The Ivatt C2 'Klondike' 4-4-2 Atlantics
Towards the end of the Nineteenth Century, the Great Northern Railway's (GNR) passenger locomotive stock was having
difficulties keeping up with traffic developments. The single-wheelers of the day could not cope with
the faster speeds and heavier loads that were being seen.
With this background, on 1st November 1895 the GNR Board appointed
Ivatt to replace
Stirling. 75 years old,
Stirling died ten days later.
Although Ivatt's first locomotives were merely
modifications of Stirling types
(E1 2-4-0 and
D4 4-4-0), it appears that he was considering
the Atlantic 4-4-2 wheel arrangement before his appointment with the GNR.
He was given permission to build an experimental 4-4-2 in February 1897, and one year later No. 990 was completed.
This was the first Atlantic 4-4-2 locomotive built in Britain, and quickly acquired the nickname of 'Klondike'
(or 'Klondyke') after the 1896 Gold Rush in the Klondike region of the Yukon.
In June 1900, No. 990 was named Henry Oakley, but the 'Klondike' name stuck and was used for the entire class
throughout their existence.
No. 990 had an unusual extension ring at the front of the boiler. This 1ft 11in ring was to allow the front
of the boiler to be anchored to the cylinder castings. The overall effect was for the smoke box to be
1ft 11in longer than it appeared from the outside.
Ten more Klondikes were built in 1900, followed by a four-cylinder version (No. 271) in 1902. With small cylinders,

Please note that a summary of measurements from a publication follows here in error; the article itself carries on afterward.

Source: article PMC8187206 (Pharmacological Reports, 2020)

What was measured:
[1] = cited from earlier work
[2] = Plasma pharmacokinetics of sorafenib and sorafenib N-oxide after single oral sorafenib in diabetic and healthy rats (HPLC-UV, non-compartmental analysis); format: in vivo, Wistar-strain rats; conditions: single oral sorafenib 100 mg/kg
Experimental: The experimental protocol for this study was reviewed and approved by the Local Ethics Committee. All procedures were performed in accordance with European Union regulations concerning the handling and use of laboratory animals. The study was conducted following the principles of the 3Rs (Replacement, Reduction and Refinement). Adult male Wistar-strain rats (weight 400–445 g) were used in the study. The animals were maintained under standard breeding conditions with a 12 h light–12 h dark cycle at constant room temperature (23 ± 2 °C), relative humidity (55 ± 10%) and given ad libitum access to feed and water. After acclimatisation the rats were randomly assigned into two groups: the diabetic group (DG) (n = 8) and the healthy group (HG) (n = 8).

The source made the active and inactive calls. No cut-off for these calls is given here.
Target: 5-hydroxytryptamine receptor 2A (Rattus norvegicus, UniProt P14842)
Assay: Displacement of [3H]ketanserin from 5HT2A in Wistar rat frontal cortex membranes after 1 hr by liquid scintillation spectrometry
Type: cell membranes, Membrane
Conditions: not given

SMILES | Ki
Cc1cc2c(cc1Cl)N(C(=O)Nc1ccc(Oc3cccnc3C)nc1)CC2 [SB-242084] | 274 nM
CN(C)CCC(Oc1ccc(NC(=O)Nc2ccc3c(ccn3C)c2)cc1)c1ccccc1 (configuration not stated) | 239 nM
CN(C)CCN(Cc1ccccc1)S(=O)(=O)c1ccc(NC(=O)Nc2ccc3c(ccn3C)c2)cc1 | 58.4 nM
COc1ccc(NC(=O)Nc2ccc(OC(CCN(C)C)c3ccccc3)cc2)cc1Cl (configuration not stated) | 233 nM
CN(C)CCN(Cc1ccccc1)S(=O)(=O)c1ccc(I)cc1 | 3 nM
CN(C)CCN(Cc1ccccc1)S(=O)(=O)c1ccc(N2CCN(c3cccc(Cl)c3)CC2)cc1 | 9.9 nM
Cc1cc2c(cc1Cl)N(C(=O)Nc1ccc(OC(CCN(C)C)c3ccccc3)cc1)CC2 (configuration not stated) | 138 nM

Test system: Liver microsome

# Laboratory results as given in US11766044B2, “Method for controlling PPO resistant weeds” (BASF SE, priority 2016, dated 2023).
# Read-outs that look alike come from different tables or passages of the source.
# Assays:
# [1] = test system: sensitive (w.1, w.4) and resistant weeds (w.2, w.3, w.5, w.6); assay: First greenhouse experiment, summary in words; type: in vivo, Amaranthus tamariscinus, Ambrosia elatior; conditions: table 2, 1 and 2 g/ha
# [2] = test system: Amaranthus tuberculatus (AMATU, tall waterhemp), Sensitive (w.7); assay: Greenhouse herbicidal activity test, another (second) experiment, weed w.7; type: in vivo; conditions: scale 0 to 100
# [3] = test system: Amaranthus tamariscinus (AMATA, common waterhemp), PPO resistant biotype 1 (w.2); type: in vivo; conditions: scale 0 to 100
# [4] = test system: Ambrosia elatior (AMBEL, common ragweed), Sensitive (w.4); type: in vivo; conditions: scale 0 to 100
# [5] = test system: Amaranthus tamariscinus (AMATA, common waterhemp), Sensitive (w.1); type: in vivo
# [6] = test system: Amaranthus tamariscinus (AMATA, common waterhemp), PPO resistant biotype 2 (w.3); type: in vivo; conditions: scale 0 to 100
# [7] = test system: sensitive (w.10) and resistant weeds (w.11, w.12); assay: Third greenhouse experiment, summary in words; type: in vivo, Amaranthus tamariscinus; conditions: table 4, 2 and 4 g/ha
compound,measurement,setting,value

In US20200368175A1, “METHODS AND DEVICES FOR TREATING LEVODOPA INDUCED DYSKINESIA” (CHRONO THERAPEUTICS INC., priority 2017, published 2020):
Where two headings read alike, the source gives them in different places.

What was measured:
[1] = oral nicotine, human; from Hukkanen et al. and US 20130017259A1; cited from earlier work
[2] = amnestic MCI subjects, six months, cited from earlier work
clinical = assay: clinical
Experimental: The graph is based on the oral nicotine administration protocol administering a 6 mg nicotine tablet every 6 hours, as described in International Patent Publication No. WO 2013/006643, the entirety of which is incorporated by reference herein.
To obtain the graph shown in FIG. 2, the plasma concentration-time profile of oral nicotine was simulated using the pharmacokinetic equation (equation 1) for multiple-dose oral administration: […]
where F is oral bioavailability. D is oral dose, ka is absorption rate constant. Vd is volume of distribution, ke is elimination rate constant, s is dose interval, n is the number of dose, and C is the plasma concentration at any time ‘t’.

No. 271 was not a great success and was rebuilt to match the other Klondikes in 1911.
Meanwhile, from 1901 the basic Klondike boiler design was being used on the new
0-8-0 goods engines (LNER Q1 & Q2), and
from 1903 on the
0-8-2T (LNER R1).
The next development was No. 251 which featured a larger boiler. This would become the first of the
LNER C1 class, but a further batch of ten 'Klondikes' were built in 1903.
The fitting of superheaters started in 1909, with the fitting of a Schmidt superheater to No. 988.
Dr. Schmidt also insisted on the fitting of piston valves at the same time.
From 1914, the fitting of Robinson superheaters to the other C2s started. This was completed by the LNER in 1925.
In line with contemporary thinking, the fitting of superheaters was accompanied by a reduction in boiler pressure from
175psi to 160psi. This was compensated for, by increasing the cylinder diameter to 19in diameter.
Piston valves would eventually be fitted to twelve of the Klondikes.
Gresley fitted his twin-tube superheater to
No. 950 in 1916, and Nos 255 & 989 in 1919. This design had two headers: one at the top, and one at the bottom
of the smokebox. These were fitted with the standard 18-element Robinson superheaters between 1927 and 1928.
In 1913, No. 252's smokebox was extended by 1ft 2.75in to act as a simple spark arrestor. All but four of the C2s were
similarly altered by Grouping (1923). Two of these were converted, but Nos. 3984 & 3985 kept their short
smokeboxes until they were withdrawn.
Cracked frames were often repaired by replacing one side only.
Over time, the frame design was modified slightly.
From 1919, the frame depth near the cylinders was increased by 2.5in, and an additional row of bolts was often added.
It was not unusual for this modified design to be seen on one side of a locomotive but not the other.
In fact, the preserved No. 990 has this deeper frame on the right-hand side, but keeps the older frame design on the
The C2 Klondykes were initially distributed between the GNR's main line sheds. In 1905, they were allocated to